What is this beetle?
I live in southcentral Alaska and I found this beetle among my dermestid beetle colony about 4 days ago. They are about 4.5mm in length, blue on the dorsal side/black on the ventral side and they can fly. They may have gotten in with my colony with the last skull that was put in, which had been stored on a woodshed under a bunch of spruce/hemlock trees. I was thinking that they were related to the bark beetle, although the color doesn’t seem to match. Can you tell me what this is? Do you know if these beetles are harmful to my dermestid beetles? Could they be harmful to the building and/or animals in the building if they get out? Thanks for the advice!
Hi Jenelle, We contacted Eric Eaton who is putting together a guide book for this identification. He wrote back:
“Ah, a ham beetle, Necrobia violacea, family Cleridae. One book I have says they prey on dermestid beetle larvae, which could be the case because other clerids are predatory. I would not be concerned by the presence of only one, however. I don’t think we have an image of this insect for our field guide yet, so if this person wants to contact me, that’d be great. In fact, we don’t have many images of dermestids, either.”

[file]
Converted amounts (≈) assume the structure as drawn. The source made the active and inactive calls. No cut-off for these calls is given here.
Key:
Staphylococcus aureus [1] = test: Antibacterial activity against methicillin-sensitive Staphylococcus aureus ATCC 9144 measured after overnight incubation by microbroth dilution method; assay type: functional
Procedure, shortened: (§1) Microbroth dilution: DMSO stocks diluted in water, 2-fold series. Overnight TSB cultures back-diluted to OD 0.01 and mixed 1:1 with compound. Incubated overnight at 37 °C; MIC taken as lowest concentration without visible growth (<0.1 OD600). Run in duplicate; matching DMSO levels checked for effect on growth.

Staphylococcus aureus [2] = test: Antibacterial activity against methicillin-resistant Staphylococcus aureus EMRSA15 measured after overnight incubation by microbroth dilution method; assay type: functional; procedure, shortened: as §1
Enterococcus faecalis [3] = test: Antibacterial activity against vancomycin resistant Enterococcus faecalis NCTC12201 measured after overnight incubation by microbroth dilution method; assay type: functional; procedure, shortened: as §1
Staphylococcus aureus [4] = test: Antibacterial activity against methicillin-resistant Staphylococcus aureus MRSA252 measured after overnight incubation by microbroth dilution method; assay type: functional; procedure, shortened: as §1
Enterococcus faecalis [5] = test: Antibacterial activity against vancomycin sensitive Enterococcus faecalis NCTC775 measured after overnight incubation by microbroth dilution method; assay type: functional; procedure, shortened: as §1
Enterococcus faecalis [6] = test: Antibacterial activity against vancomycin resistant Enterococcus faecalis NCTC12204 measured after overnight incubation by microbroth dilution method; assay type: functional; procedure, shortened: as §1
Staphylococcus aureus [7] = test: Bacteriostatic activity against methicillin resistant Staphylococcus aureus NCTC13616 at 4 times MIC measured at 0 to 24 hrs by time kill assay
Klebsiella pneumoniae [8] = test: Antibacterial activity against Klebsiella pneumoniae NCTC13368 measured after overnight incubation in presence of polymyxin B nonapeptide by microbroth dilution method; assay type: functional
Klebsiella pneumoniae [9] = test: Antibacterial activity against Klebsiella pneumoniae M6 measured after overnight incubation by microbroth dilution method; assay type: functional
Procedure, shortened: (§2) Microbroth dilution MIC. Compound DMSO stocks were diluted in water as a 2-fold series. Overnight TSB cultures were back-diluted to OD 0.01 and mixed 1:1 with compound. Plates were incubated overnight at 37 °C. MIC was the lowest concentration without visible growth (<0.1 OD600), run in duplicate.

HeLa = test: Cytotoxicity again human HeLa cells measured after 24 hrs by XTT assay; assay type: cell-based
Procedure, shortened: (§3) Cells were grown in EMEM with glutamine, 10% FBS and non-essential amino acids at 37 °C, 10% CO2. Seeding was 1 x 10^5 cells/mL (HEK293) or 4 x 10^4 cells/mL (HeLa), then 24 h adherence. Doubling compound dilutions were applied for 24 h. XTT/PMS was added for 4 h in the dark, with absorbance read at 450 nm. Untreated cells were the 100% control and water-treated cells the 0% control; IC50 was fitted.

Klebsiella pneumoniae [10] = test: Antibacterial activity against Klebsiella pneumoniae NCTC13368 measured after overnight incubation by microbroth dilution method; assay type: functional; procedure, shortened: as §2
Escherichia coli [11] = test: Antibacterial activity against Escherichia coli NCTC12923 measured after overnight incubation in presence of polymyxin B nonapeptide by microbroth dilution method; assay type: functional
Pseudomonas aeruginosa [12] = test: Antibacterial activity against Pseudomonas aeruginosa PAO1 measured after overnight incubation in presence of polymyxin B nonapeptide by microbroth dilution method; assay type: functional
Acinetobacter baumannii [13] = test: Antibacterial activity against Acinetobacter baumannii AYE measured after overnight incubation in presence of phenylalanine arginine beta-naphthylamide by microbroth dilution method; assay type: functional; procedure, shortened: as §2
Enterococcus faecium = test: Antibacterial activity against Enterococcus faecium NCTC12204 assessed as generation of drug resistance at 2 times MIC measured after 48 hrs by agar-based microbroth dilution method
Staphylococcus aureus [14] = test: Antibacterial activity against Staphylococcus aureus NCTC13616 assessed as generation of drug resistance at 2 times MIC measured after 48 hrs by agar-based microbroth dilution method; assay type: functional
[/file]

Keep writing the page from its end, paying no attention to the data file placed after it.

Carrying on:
I am replying to him as well, so if you want to allow your photos to be printed in the guidebook, that would be great. Thanks for sending us a new species.
We continued to be curious, especially about the common name Ham Beetle, so we did some google searching because we know people who cure Virginia Hams. Sure enough, both the adults and larvae of the Red Legged Ham Beetle, Necrobius rufipes, bore into the meat and ruin hams. Here is a site that talks about curing Virginia Hams.